I never sleep well the first night away from home, and last night was no exception. I woke bleary eyed only to find we had no light in the bathroom.
Both kids were still asleep so I got on with my shower and then had to wake them so we’d be on time for breakfast. Breakfast was sparse; all anyone would eat was toast and plastic cheese although DS did peel an egg, purely for something to do, it would seem.
We had to be packed and downstairs for a tour briefing at 8:30, so we’d be ready to leave at 9, so that was a bit of a rush. We made it though and weren’t the last family to arrive.
There were lots of introductions and the kids immediately started to gel, although not always the way we thought they would. DD1 took up with a 7 year old that we had thought would fit well between DD2 and 3, who instead made friends with the 9 year old Year 5 girl who we thought DD1 might make friends with! DS was just adopted by everyone.
The briefing covered things like tipping, how to behave in various places, our itinerary and we were informed that we would have a member of the tourism police travelling with us around Jordan. Apparently this is common practice when a group of tourists are travelling in an organised tour, but there were concerns about this being linked to the situation in Syria.
Our briefing was punctuated by phonecalls to our team leading from the bus driver, first needing instructions and secondly, saying he couldn’t get any closer to the hotel. So we dragged out bags up the road to the bus; those new wheeled bags were a good investment.
There are only 17 of us on the tour ( 7 adults and 10 kids), and we have a big 40 seater bus to ourselves, so we could spread out a bit. Basically, we’ve let the kids have the back and we adults spread out at the front. There was a lot of shrieking and giggling going on at the back, but a lot of it was easily ignored as it wasn’t in our faces.
Our first stop today was the river Jacob. We walked down from the road, and our guide told us the story of Jacob wrestling with the Angel. A lot of the stuff we are going to see is related to history and biblical stories; neither of these are my best subjects.
Then back into the lovely air conditioned coach and on to Jerash. It was hot today, late 20’s with clear skies and a nice little breeze. It seems the next few days will be a little cooler, thank goodness!
Ancient Jerash is the a huge site. This old Roman city was at its peak around the 2nd Century, then dwindled in popularity and wealth over the centuries, until around the 13th Century it is mentioned only as a ruin. Then it got buried in sand and was forgotten about until it was discovered in 1878, and consequently excavated.
We had a fabulous but rather hot, tiring day.
We watched demonstrations by gladiators and chariot drivers.
We explored ancient nooks and crannies, some were over 2000 years old. Yes, that is the class bear we have with us!
We marvelled at some very unstable looking structures and really hoped that there would be no earth tremors while we walked underneath them.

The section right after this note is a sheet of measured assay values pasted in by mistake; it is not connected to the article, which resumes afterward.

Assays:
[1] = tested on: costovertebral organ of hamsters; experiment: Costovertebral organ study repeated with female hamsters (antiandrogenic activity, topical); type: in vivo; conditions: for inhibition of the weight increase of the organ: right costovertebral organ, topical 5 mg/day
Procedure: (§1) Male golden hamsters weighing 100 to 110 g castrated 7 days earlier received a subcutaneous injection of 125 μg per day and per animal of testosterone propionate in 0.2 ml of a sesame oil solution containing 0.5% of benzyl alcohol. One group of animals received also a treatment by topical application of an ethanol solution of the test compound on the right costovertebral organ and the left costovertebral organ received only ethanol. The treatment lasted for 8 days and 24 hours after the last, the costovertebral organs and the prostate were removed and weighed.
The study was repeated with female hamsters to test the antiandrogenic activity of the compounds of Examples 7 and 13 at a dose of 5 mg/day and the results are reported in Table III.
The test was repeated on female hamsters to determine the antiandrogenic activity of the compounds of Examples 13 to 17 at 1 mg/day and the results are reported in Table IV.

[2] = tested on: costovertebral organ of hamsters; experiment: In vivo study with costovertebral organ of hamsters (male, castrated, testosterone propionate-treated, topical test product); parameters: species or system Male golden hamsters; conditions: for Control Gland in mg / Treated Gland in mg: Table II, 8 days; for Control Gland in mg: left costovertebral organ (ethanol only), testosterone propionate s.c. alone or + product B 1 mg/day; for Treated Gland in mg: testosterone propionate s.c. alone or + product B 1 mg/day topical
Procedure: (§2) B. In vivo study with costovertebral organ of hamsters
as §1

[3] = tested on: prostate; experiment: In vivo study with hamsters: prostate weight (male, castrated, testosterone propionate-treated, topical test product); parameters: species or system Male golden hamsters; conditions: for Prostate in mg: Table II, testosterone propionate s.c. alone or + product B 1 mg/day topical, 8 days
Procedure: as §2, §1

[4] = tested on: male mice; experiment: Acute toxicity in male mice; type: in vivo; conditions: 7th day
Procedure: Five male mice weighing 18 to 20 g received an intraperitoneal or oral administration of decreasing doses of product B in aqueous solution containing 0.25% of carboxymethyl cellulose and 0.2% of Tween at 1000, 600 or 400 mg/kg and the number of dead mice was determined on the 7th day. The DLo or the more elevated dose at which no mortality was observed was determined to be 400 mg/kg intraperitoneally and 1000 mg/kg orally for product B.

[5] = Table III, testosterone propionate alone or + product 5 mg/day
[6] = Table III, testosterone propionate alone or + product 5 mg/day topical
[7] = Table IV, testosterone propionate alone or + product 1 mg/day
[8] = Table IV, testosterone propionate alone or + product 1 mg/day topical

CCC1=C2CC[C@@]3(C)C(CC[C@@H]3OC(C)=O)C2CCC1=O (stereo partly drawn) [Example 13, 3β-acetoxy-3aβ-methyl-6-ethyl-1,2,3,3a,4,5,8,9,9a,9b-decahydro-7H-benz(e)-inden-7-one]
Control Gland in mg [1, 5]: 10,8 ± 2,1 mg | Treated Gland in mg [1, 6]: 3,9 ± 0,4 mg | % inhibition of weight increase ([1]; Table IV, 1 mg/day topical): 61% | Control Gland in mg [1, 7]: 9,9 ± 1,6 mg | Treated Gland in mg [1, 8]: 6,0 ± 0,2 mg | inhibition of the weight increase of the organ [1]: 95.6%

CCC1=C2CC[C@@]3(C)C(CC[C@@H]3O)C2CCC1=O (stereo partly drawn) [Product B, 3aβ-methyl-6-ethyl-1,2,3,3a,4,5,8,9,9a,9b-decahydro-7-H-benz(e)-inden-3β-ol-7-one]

And we climbed the steps into the ruins of the Temple of Diana.
You can see we had the place practically to ourselves. Tourist numbers have dropped dramatically because of the trouble in neighbouring Syria. There were still quite a few tourists but most of them were school children from Jordan.
These kids just mobbed us, wanting photos taken and practicing their limited English on us : ‘Hello, what’s your name…’ That lasted until they saw DD3 and DS. Then they went a bit paparazzi, pinching their cheeks and talking to them and taking photos of them on their phones, until we just had to get our guide to tell them no!
Finally we visited the amazing theatre with its wonderful acoustics, then it was time for a cold drink and back to the bus.
It took a couple of hours to get to our next stop, Madaba. DS dropped off and had a snooze and had to be woken up when we got to the hotel, which seems lovely. It has an (unheated) pool which the girls fell into with cries of joy, then got out of again almost just as quickly before they turned blue.
Meanwhile, I got into difficulties in the bathroom, when I got a little too curious and pressed a strange lever on the toilet. In Jordan, you don’t throw your toilet paper into the loo, but put it in the provided rubbish bin, and the lever proved to be designed to clean peoples nether regions after a visit to the toilet. Unfortunately the lever jammed, and I got covered in toilet water while wrestling with it, trying to turn it off!
To cap off a lovely day, we walked across town to a wonderful traditional restaurant where we ate a variety of Arab dishes in a pretty little courtyard, dotted with trees.
We tottered home, full, tired but happy and got a nasty reminder about how not to cross roads in Jordan. We couldn’t find a pedestrian crossing, so are not sure of the right way, but it was okay, the van stopped with inches to spare.
Another busy day tomorrow, we are heading to Petra for a couple of nights and I’m so looking forward to catching a glimpse of rose-red Petra at last.